Here's another story from the Old Testament (book of Numbers) about Balaam, which usually leads us to ask, "How did God get the donkey to talk?"  or "Why don't donkeys talk today?"  (Some of you would argue that they do!)  However, again this would be an example of missing the point.  A good Jewish understanding of this story goes something like this:

The Israelites move along the eastern edge of the land of Israel.  They approach the territory of Moab, and Balak, king of the Moabites fears that the Israelites will outnumber and overwhelm his people.  So he sends a request to a well known sorcerer, Balaam, to place a destructive curse on the Israeliites, presumably to destroy the Jewish people.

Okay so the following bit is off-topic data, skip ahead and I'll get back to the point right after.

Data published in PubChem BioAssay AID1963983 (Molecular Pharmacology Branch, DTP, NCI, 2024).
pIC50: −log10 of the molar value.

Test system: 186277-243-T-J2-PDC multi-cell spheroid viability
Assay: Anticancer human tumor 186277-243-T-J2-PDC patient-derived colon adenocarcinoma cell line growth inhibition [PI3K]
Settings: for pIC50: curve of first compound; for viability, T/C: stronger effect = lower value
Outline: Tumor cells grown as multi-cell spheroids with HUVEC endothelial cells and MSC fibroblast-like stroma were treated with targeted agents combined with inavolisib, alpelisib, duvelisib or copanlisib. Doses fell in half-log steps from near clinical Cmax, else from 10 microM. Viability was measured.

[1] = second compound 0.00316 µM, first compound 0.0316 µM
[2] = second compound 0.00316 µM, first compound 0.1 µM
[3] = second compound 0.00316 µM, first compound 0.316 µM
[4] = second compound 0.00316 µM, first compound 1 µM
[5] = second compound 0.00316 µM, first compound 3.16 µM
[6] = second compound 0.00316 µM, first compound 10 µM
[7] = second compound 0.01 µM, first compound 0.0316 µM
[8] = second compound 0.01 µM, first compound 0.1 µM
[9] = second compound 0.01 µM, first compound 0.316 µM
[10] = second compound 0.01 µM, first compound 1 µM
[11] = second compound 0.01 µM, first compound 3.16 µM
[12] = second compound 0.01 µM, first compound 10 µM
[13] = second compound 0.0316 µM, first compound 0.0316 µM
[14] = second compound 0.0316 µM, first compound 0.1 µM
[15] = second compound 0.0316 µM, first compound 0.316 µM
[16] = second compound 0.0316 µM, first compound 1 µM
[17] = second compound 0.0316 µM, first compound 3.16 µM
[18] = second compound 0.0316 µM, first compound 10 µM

The king brings Balaam to a spot overlooking the Israelite encampment, but instead of cursing the Israelites, Balaam ends up blessing them.  They move to yet another overlook and the same thing happens, yet another blessing!  The third attempt leads Balaam to say these words: "How good are your tents, O Jacob, and your dwelling places, O Israel."  Through this story, we are reminded that sometimes what once was detrimental or destructive can be transformed and redefined as hopeful  and constructive, that repentance, waking up, and seeing things in a new way is possible, and that blessing sometimes comes from the most unlikely of people and situations.

Let us not miss the point by rushing to judgment, refusing to forgive, or writing off people too quickly.  Let us remember that God knows the human heart and can often see things that we can't.  And let us trust that God is leading us to new directions and possibilities in our lives, with blessing.

See you in church!

Grace and peace,

Pastor Mueller